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Preface [Hot topic: Histone Deacetylase Inhibitors (Guest Editor: Kristof Van Emelen)]

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Histone Deacetylases (HDACs) represent a family of enzymes that compete with histone acetyltranferases (HATs) to modulate chromatin structure and regulate transcriptional activity via changes in the acetylation status of nucleosomal histones. The opposing functions of HATs and HDACs in both activating and repressing transcription by controlling the tightness of nucleosomal integrity, reflect the regulatory processes that are involved in turning genes on or off.

Several forms of cancer are characterized by an altered expression or mutation of genes that encode HATs or HDACs. Similarly, aberrant repression of genes mediated by HDACs, is associated with the pathogenesis of various types of cancer, including acute leukemia and non-Hodgkin's lymphoma. The resulting alterations in chromatin structure can impringe on normal cellular differentiation and result in tumor onset and progression.

Furthermore, HDAC inhibitors from various structural families induce histone hyperacetylation, reactivate suppressed genes and consequently, inhibit the cell cycle, activate differentiation programmes or induce apoptosis.

During the past decade, the potent inhibition of tumor progression in rodent models has generated much interest and excitement, but lately the field has come of age, with preliminary successes of HDAC inhibitors in preclinical trials, and even several compounds in Phase I and II clinical trials.

In conclusion, HDAC inhibitors are exciting new anti-cancer agents and despite the fact that there is still much to learn about the exact molecular events that underlie their effects, the remarkable tumor specificity of these compounds, and their potency in vitro and in vivo, underscore the potential of HDAC inhibition as a promising strategy for targeted cancer therapy.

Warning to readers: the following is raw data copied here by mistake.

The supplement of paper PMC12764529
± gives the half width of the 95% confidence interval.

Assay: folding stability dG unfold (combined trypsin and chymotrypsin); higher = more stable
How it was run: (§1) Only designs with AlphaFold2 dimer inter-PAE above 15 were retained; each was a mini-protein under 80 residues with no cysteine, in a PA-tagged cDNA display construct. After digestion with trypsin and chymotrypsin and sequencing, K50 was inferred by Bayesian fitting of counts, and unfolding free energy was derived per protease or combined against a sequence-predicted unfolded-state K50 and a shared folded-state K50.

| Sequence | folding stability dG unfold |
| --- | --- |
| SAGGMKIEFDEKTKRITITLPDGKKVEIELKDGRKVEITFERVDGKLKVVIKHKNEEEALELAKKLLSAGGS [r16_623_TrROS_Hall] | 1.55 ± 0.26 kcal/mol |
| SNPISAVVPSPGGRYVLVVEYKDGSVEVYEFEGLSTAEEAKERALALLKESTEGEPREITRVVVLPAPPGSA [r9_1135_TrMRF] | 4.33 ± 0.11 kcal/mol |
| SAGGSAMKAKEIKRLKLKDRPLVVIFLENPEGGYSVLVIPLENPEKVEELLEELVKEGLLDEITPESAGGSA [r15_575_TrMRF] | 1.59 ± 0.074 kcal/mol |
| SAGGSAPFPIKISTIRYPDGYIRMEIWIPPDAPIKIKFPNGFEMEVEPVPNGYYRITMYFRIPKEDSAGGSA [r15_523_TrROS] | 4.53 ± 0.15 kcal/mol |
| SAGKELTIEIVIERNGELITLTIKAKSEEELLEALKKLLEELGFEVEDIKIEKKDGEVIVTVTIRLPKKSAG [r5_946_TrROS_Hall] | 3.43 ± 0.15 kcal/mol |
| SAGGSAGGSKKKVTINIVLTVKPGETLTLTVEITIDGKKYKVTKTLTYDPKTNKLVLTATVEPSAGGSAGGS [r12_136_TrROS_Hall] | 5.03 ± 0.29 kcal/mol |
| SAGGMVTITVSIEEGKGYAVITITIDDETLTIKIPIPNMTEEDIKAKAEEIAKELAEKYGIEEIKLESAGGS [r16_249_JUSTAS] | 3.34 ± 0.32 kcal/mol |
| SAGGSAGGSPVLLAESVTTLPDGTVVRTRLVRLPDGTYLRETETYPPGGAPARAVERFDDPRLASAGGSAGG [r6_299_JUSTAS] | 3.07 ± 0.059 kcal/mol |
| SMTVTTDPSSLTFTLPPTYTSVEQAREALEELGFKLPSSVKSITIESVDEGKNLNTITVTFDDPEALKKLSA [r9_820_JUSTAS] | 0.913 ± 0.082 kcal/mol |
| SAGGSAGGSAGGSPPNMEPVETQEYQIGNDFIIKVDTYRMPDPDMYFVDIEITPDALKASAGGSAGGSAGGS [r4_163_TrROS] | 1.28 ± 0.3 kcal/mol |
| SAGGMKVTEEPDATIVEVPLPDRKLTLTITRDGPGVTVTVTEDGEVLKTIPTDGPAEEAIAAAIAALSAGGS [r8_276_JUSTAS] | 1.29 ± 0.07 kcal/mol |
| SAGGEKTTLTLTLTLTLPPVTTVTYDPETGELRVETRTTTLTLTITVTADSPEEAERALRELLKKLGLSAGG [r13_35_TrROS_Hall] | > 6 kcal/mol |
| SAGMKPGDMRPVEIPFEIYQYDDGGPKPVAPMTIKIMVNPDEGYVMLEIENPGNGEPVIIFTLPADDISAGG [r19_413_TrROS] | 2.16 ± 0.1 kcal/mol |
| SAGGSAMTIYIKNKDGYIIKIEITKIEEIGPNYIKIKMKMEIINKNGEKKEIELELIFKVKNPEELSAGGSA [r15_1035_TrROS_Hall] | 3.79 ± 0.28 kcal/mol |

This Hot Topic issue addresses various approaches towards the identification of potent, potentially subtype specific HDAC inhibitors. Whereas the first generation of HDAC inhibitors has provided much insight in the specific functions of HDACs, the herein reported drug discovery programs focus on second generation HDAC inhibitors, some of which have reached clinical evaluation. Various strategies have been employed by the different research groups, such as co-crystallization, Structure Based Drug Design, peptide chemistry, synthesis of small molecule inhibitors through combinatorial and directed medicinal chemistry.

It is hoped that with this selection of topics, the reader is provided with a perspective on some of the most advanced developments of HDAC inhibitors and a better understanding of the potential of HDAC inhibition in the treatment of cancer.
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Document Type: Book Review

Affiliations: Department of Medicinal Chemistry Johnson & Johnson Pharmaceutical Research and Development Turnhoutseweg 30 2340 Beerse Belgium

Publication date: 2003-11-01

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